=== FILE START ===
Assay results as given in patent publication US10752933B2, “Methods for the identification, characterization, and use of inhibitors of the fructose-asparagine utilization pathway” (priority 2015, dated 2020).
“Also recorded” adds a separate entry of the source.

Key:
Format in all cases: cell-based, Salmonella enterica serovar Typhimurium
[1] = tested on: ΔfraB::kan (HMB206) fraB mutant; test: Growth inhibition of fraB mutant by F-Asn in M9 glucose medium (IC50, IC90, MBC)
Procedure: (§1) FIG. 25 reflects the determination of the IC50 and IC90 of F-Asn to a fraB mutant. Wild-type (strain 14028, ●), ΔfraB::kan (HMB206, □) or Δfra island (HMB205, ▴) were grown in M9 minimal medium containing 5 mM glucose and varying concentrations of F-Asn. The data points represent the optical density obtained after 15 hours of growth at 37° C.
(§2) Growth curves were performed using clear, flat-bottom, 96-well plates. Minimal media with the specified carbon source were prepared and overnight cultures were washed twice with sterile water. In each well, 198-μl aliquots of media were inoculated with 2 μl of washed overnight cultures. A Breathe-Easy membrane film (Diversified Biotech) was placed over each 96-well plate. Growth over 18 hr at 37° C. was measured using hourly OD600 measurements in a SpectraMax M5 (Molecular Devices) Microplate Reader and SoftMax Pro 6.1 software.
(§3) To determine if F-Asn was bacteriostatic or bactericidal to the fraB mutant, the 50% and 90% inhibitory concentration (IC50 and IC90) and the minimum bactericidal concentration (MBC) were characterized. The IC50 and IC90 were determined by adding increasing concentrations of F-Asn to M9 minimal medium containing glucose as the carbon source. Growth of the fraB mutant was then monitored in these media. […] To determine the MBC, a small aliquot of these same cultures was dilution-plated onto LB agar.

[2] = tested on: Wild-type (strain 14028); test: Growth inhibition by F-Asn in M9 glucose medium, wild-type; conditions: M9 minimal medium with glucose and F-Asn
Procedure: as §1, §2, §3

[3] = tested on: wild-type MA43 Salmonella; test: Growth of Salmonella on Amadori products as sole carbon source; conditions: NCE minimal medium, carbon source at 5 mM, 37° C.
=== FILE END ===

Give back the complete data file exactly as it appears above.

Assay results as given in patent publication US10752933B2, “Methods for the identification, characterization, and use of inhibitors of the fructose-asparagine utilization pathway” (priority 2015, dated 2020).
“Also recorded” adds a separate entry of the source.

Key:
Format in all cases: cell-based, Salmonella enterica serovar Typhimurium
[1] = tested on: ΔfraB::kan (HMB206) fraB mutant; test: Growth inhibition of fraB mutant by F-Asn in M9 glucose medium (IC50, IC90, MBC)
Procedure: (§1) FIG. 25 reflects the determination of the IC50 and IC90 of F-Asn to a fraB mutant. Wild-type (strain 14028, ●), ΔfraB::kan (HMB206, □) or Δfra island (HMB205, ▴) were grown in M9 minimal medium containing 5 mM glucose and varying concentrations of F-Asn. The data points represent the optical density obtained after 15 hours of growth at 37° C.
(§2) Growth curves were performed using clear, flat-bottom, 96-well plates. Minimal media with the specified carbon source were prepared and overnight cultures were washed twice with sterile water. In each well, 198-μl aliquots of media were inoculated with 2 μl of washed overnight cultures. A Breathe-Easy membrane film (Diversified Biotech) was placed over each 96-well plate. Growth over 18 hr at 37° C. was measured using hourly OD600 measurements in a SpectraMax M5 (Molecular Devices) Microplate Reader and SoftMax Pro 6.1 software.
(§3) To determine if F-Asn was bacteriostatic or bactericidal to the fraB mutant, the 50% and 90% inhibitory concentration (IC50 and IC90) and the minimum bactericidal concentration (MBC) were characterized. The IC50 and IC90 were determined by adding increasing concentrations of F-Asn to M9 minimal medium containing glucose as the carbon source. Growth of the fraB mutant was then monitored in these media. […] To determine the MBC, a small aliquot of these same cultures was dilution-plated onto LB agar.

[2] = tested on: Wild-type (strain 14028); test: Growth inhibition by F-Asn in M9 glucose medium, wild-type; conditions: M9 minimal medium with glucose and F-Asn
Procedure: as §1, §2, §3

[3] = tested on: wild-type MA43 Salmonella; test: Growth of Salmonella on Amadori products as sole carbon source; conditions: NCE minimal medium, carbon source at 5 mM, 37° C.